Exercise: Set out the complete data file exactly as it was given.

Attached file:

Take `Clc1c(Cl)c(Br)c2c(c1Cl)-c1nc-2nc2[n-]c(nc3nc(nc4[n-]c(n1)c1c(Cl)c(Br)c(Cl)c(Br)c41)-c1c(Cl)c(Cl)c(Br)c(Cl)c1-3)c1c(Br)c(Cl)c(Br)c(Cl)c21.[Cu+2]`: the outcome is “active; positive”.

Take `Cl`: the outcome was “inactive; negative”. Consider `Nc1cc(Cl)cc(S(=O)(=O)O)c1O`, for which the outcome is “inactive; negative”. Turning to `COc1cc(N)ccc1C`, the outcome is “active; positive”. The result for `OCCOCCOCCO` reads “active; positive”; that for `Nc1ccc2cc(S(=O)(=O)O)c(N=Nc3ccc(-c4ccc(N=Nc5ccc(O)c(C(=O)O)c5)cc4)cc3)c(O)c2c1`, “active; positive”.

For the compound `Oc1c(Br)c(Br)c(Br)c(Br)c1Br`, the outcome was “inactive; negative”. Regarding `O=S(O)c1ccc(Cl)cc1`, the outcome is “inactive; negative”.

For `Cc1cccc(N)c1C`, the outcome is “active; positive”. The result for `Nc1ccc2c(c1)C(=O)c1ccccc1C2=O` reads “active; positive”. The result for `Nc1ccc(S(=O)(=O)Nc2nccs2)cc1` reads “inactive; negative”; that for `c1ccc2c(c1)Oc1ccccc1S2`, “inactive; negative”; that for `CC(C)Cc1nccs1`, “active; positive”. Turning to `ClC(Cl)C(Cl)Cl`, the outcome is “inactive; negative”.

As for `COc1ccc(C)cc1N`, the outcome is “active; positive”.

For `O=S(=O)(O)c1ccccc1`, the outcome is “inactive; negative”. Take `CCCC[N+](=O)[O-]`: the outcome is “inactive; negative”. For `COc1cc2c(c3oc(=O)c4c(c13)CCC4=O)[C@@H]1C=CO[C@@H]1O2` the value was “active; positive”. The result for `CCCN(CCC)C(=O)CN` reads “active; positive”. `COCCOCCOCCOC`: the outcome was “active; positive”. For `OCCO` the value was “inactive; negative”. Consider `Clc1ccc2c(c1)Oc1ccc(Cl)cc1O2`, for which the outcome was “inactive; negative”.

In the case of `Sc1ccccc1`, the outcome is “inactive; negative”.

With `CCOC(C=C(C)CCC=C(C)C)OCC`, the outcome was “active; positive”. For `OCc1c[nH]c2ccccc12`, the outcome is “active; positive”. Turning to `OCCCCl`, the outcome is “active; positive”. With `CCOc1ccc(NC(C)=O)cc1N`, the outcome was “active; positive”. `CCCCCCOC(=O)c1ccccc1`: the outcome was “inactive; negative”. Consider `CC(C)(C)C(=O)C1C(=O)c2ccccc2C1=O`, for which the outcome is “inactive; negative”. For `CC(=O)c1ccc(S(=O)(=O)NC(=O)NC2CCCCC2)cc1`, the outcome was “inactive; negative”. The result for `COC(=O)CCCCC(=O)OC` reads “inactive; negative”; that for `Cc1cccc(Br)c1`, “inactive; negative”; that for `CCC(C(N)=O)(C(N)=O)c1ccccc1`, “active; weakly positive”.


Take `Clc1c(Cl)c(Br)c2c(c1Cl)-c1nc-2nc2[n-]c(nc3nc(nc4[n-]c(n1)c1c(Cl)c(Br)c(Cl)c(Br)c41)-c1c(Cl)c(Cl)c(Br)c(Cl)c1-3)c1c(Br)c(Cl)c(Br)c(Cl)c21.[Cu+2]`: the outcome is “active; positive”.

Take `Cl`: the outcome was “inactive; negative”. Consider `Nc1cc(Cl)cc(S(=O)(=O)O)c1O`, for which the outcome is “inactive; negative”. Turning to `COc1cc(N)ccc1C`, the outcome is “active; positive”. The result for `OCCOCCOCCO` reads “active; positive”; that for `Nc1ccc2cc(S(=O)(=O)O)c(N=Nc3ccc(-c4ccc(N=Nc5ccc(O)c(C(=O)O)c5)cc4)cc3)c(O)c2c1`, “active; positive”.

For the compound `Oc1c(Br)c(Br)c(Br)c(Br)c1Br`, the outcome was “inactive; negative”. Regarding `O=S(O)c1ccc(Cl)cc1`, the outcome is “inactive; negative”.

For `Cc1cccc(N)c1C`, the outcome is “active; positive”. The result for `Nc1ccc2c(c1)C(=O)c1ccccc1C2=O` reads “active; positive”. The result for `Nc1ccc(S(=O)(=O)Nc2nccs2)cc1` reads “inactive; negative”; that for `c1ccc2c(c1)Oc1ccccc1S2`, “inactive; negative”; that for `CC(C)Cc1nccs1`, “active; positive”. Turning to `ClC(Cl)C(Cl)Cl`, the outcome is “inactive; negative”.

As for `COc1ccc(C)cc1N`, the outcome is “active; positive”.

For `O=S(=O)(O)c1ccccc1`, the outcome is “inactive; negative”. Take `CCCC[N+](=O)[O-]`: the outcome is “inactive; negative”. For `COc1cc2c(c3oc(=O)c4c(c13)CCC4=O)[C@@H]1C=CO[C@@H]1O2` the value was “active; positive”. The result for `CCCN(CCC)C(=O)CN` reads “active; positive”. `COCCOCCOCCOC`: the outcome was “active; positive”. For `OCCO` the value was “inactive; negative”. Consider `Clc1ccc2c(c1)Oc1ccc(Cl)cc1O2`, for which the outcome was “inactive; negative”.

In the case of `Sc1ccccc1`, the outcome is “inactive; negative”.

With `CCOC(C=C(C)CCC=C(C)C)OCC`, the outcome was “active; positive”. For `OCc1c[nH]c2ccccc12`, the outcome is “active; positive”. Turning to `OCCCCl`, the outcome is “active; positive”. With `CCOc1ccc(NC(C)=O)cc1N`, the outcome was “active; positive”. `CCCCCCOC(=O)c1ccccc1`: the outcome was “inactive; negative”. Consider `CC(C)(C)C(=O)C1C(=O)c2ccccc2C1=O`, for which the outcome is “inactive; negative”. For `CC(=O)c1ccc(S(=O)(=O)NC(=O)NC2CCCCC2)cc1`, the outcome was “inactive; negative”. The result for `COC(=O)CCCCC(=O)OC` reads “inactive; negative”; that for `Cc1cccc(Br)c1`, “inactive; negative”; that for `CCC(C(N)=O)(C(N)=O)c1ccccc1`, “active; weakly positive”.